“Being online is a good thing because I’ve had people way outside of the Detroit area interested. My hope is that when we finally start up again playing live music readers might say at a show, ‘Oh, I know this song! I’ve seen these lyrics.”

To submit song lyrics, contact Juno at thedetroitsongmine@gmail.com.

Tasty Tracks – The Stratton Playlist Whets Musical Appetites with July 2020 Edition

Whether it’s early in the morning or late at night, there’s a new bunch of tasty tracks ready to sample.

The July edition of “The Stratton Playlist” will whet your musical appetite with shimmery pop-rock, upbeat country, mesmerizing post-rock, metalized modern rock, steamy blues rock, soulful folk, spunky hip-hop, groovy R&B and more freshly-squeezed tracks.

Featured artists include Melanie Pierce, The Steve Taylor Three, The Spider Accomplice, Asklepius, Seth Bernard, LovelyOcean, Adam Plomaritas, Nina & The Buffalo Riders, Kenyatta Rashon and more. Prepare to love every track at first bite.

Interested in becoming part of “The Stratton Playlist” on Spotify? Send your submissions to strattonsetlist@yahoo.com. All artists and genres are welcome.

July ‘Stratton Playlist’ Spotlight – Melanie Pierce Uncovers ‘Illusions’ of Misunderstood Life Moments

Melanie Pierce reflects inward on her latest single, “Illusions.” Artwork – Jenya Po

Melanie Pierce magically travels to the other side of the mirror.

The Ann Arbor pop-rock singer-songwriter ventures beyond the looking glass and reflects on misunderstood life moments in “Illusions,” a spellbinding glimpse into vivid realizations and intense ruminations.

“I was in this relationship for a long time and had felt misunderstood on so many levels throughout that period of time. And not just by that person, but also by my family because they were not super on-board with music. I also lost some friends in a short amount of time due to music and that relationship,” Pierce said.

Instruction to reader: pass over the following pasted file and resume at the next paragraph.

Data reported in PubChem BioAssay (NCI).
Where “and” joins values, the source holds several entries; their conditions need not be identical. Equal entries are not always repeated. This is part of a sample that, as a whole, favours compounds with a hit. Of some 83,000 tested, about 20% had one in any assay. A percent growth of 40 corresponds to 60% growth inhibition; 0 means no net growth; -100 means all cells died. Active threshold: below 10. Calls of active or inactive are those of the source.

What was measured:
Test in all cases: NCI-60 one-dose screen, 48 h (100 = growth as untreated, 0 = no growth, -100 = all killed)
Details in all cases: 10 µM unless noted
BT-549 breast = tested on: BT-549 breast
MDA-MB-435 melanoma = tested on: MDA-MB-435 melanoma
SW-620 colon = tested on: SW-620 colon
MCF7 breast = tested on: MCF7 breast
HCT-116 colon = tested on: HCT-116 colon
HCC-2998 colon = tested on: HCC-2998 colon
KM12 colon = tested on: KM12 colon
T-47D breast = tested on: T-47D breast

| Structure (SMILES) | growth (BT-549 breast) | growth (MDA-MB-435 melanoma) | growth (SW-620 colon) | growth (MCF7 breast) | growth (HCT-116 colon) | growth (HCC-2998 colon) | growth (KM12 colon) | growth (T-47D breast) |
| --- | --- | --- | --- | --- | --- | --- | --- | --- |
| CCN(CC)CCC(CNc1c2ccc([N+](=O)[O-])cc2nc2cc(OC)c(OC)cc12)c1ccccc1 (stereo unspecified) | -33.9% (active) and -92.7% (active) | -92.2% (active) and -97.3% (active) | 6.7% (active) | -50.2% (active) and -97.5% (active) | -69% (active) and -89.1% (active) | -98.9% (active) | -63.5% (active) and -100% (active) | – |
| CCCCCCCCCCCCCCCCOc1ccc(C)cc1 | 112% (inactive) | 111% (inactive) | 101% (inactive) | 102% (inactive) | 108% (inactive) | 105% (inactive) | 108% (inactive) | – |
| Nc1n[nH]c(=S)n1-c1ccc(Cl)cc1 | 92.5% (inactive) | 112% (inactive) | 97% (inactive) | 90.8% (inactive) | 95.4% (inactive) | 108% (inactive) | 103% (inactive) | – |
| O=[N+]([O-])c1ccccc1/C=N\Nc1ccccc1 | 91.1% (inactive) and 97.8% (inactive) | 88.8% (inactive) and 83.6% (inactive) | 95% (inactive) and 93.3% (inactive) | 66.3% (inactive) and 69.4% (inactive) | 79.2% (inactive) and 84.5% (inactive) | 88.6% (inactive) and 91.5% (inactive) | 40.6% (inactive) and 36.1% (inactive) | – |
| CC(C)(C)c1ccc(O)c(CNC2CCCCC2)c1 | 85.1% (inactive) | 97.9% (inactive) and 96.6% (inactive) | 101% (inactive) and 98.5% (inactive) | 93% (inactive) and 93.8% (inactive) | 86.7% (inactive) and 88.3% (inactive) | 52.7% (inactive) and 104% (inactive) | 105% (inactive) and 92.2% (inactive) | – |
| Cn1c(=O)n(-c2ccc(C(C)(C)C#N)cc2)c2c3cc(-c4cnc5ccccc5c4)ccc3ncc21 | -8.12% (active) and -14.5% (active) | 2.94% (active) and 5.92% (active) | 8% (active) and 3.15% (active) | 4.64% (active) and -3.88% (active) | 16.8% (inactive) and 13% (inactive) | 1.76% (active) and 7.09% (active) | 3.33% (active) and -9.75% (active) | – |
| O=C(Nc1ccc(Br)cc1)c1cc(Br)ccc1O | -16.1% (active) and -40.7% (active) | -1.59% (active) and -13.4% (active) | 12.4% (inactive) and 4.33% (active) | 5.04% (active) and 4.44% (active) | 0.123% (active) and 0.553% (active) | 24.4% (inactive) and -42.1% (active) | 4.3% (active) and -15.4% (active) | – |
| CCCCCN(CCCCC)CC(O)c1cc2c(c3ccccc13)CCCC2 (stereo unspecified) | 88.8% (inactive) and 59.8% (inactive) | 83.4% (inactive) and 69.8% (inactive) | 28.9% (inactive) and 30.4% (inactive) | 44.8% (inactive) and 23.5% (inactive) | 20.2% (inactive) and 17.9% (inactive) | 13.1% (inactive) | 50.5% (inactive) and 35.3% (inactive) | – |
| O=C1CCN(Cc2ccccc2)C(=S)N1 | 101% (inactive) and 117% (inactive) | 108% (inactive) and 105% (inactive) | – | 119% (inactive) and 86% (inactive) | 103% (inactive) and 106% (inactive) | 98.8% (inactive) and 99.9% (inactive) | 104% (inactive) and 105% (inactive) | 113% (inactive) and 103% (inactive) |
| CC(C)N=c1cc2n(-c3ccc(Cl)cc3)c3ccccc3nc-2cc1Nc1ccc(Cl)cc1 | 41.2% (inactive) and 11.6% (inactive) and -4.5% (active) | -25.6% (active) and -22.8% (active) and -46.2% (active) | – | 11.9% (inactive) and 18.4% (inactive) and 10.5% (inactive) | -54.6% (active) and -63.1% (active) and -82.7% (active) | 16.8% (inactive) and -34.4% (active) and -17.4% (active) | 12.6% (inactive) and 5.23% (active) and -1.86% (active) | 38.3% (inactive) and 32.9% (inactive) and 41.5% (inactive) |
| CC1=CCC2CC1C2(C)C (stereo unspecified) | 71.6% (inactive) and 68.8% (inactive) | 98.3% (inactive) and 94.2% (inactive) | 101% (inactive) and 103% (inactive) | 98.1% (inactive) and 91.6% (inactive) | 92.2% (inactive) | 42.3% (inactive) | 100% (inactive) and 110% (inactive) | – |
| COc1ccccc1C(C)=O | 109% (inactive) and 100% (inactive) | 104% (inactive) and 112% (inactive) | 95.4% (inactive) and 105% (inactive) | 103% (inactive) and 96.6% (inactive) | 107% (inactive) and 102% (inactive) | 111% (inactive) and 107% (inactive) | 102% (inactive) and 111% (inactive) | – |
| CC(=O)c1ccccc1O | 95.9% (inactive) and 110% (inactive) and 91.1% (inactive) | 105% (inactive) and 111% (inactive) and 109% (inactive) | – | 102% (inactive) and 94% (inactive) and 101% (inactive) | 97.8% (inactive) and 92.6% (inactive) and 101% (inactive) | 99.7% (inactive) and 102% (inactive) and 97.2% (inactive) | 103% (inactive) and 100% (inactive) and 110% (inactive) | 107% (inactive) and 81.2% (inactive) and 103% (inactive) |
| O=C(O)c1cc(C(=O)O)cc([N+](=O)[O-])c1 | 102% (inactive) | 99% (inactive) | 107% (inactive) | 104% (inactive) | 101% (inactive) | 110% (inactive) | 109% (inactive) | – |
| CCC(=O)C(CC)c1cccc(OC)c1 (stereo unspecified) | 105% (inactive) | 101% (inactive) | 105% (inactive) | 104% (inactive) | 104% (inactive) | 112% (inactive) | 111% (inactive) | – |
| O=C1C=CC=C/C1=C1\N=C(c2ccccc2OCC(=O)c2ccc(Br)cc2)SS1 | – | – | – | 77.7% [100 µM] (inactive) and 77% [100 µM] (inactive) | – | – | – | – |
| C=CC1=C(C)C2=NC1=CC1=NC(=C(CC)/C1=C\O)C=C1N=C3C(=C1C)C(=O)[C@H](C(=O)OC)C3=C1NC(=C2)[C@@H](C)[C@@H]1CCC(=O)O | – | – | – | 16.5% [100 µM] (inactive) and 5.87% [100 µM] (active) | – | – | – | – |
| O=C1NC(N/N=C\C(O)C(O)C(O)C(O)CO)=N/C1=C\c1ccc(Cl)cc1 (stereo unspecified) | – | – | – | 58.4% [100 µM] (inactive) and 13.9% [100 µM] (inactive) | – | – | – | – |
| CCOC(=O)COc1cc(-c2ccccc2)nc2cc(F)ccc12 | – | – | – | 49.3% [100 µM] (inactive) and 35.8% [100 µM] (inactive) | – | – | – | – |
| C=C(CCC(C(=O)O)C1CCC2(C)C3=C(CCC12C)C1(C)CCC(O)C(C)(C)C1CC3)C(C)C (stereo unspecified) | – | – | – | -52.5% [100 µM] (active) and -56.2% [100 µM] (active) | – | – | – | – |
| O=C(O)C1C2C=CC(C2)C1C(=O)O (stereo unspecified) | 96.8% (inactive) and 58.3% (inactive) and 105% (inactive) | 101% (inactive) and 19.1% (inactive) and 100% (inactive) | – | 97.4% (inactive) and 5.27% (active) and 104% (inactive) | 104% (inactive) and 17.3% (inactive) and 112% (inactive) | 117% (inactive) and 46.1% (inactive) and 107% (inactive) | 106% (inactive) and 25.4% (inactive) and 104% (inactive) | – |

“I was really reflecting on that time, and I remember exactly what I was doing when that song came out of me. The first line that actually came out was, ‘Painted words on paper-thin walls,’ and I was watching this TV show, and I paused it and went to the piano. That song was written in like 40 minutes, and it was written very easily and clearly, like I knew in me what I wanted to say and what I wanted to get out.”

Featured as part of this month’s “The Stratton Playlist,” “Illusions” blends somber synths, sorrowful piano, shimming electric guitars, soaring electronic drums and throaty bass into a hypnotic, sonic head-trip.

Akin to Vanessa Carlton, Pierce’s soulful vocals implode her romantic mirage as she ponders, “I thought I’d figured it out/Wide-eyed, I mapped it out/But you say I’m too difficult/Honey I know, honey I know/I try to pull back/Quiet the noise inside my head/But you say it’s too difficult/Honey I know, honey I know/I’ll never let this go.”

Pierce recorded “Illusions” earlier this year with producer Jake Rye at Adrian’s Social Recording Company. He helped Pierce crystallize the track’s vision and added majestic arrangements to quickly transform it in the studio.